What the Heck is Information Architecture?

May 3, 2017

Tony Zipparro


It’s been butter smooth sailing so far, you’ve just recently partnered with an agency to help develop your brand and website, had the fluffy discussions about how great the end product is going to be and really been impressed with everything the account and creative teams have thus far presented to you. You wonder to yourself why the company and marketing team had never gone about this before. It all seems so painless and easy!

And then all of a sudden, BAM, you run smack dab into a creative popping the phrase ‘Information Architecture’ on you. It is used so casually though, just thrown into the conversation like: “We definitely understand the design direction you are looking to go from the examples you sent over and really have ideas on how we can better get your message to convert. Now, can you please give us your thoughts on structure so we can nail down the Information Architecture?”.

What? This was not part of the deal. You wonder if you mistakenly signed a builder instead of a digital agency for a second. This sounds super complicated and as such you close up and just think if you keep really vague this phrase too will pass.

What is Informational Architecture?

While the term is loosely used in some cases within the digital space (as compared to the original definition) Information Architecture is basically the mapping of the pages, user flow and goals for your website. It can be executed in part or in whole based on the complexity of the project and can more simply be boiled down to anything post creative discussion and pre digital design. It is the action and strategy in the middle of those two phases that defines what is actually to be designed and developed (at least that is how we at LLT adapt the definition of it).

The most commonly seen visuals delivered to clients within a nice visual package that represent this process are:

  • Sitemap: Detailing of the pages within your website, design layout usage and hierarchy of parent / children pages. (visual)
  • Wireframes: Visual outline utilizing lines and blocks to represent content sections laid out on a webpage (visual)
  • User Flow: Visual representation of the path a user takes in order to complete ‘tasks’ or ‘goals’ as defined by your website (visual)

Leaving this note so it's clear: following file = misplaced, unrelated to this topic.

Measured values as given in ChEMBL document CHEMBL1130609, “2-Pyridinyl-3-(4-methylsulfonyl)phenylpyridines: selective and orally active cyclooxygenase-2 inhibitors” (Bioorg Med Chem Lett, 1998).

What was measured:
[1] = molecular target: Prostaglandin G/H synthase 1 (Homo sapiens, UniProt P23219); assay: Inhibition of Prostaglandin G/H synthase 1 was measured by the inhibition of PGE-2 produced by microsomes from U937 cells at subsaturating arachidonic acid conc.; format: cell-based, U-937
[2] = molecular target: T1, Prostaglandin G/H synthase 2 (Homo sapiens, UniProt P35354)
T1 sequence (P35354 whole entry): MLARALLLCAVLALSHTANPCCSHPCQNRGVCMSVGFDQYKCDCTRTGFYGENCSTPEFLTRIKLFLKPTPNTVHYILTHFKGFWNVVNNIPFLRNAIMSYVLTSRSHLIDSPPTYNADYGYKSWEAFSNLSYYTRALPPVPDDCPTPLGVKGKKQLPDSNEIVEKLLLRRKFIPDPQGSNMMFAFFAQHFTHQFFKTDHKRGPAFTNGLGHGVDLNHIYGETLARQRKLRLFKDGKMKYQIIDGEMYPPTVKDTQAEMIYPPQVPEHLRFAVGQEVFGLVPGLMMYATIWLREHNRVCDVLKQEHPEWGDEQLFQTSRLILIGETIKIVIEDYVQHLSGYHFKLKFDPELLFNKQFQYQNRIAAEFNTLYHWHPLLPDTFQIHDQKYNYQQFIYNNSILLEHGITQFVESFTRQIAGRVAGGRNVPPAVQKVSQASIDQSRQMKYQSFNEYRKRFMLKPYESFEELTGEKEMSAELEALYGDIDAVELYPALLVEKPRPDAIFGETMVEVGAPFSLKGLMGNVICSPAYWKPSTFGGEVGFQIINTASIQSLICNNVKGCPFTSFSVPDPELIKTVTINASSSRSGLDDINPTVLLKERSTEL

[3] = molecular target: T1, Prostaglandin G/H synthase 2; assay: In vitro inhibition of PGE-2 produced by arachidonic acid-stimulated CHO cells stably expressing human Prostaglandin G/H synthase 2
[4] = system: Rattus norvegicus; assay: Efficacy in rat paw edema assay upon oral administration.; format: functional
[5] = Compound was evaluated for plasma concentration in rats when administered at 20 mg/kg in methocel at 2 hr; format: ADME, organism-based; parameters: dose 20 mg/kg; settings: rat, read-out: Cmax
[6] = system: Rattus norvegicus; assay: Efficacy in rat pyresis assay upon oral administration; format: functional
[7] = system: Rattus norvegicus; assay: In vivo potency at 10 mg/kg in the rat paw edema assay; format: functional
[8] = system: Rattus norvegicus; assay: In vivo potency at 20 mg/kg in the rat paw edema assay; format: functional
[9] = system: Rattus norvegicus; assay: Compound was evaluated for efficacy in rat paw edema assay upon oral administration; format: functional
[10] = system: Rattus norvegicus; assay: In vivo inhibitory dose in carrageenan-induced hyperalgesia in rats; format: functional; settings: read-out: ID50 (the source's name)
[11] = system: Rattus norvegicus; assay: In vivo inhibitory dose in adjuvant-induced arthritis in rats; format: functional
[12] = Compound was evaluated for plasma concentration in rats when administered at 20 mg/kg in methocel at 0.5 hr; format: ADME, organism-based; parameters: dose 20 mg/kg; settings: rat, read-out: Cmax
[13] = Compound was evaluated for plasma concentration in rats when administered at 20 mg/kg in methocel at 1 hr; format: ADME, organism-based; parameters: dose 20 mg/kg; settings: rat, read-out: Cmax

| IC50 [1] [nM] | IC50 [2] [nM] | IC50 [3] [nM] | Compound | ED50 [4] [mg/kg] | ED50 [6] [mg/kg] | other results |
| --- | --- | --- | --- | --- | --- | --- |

• Content Mapping: List of sections or content types with descriptions (where applicable) that are expected to be on a specific page (visual)

Bluntly put, Information Architecture is the planning and confirmation of the pages within your website and how they interact with other pages or portions of the website. For more information on why these elements are so important please read [link to article].

Why so fancy?

So basically it’s site planning, right? Yeah we know. So why do we still use the more ‘confusing’ term. Honestly it is a bit of two worlds. For starters it is an industry term and as such inherited into the vernacular of creatives and developers alike. So hoorah for nostalgia! Secondly, it actually does best explain what is going on during that phase of the project. More specifically in development terms. By planning something as seemingly simple as the flow, pages, layouts, features and functionality we are outlining the architecture of the website for developers. Often times designers and developers are involved in this process to make sure all linkage, logins and other interactions are flawlessly accounted for in design.

Designing a website may seem simple on the surface and planning unnecessary for even the most rudimentary of sites, but honestly it is crucial to the process of accounting for all information, doing it right the first and not having to go back and re-do structure. As some would say in web design….there is more than meets the eye (insert Transformers disclaimer here).

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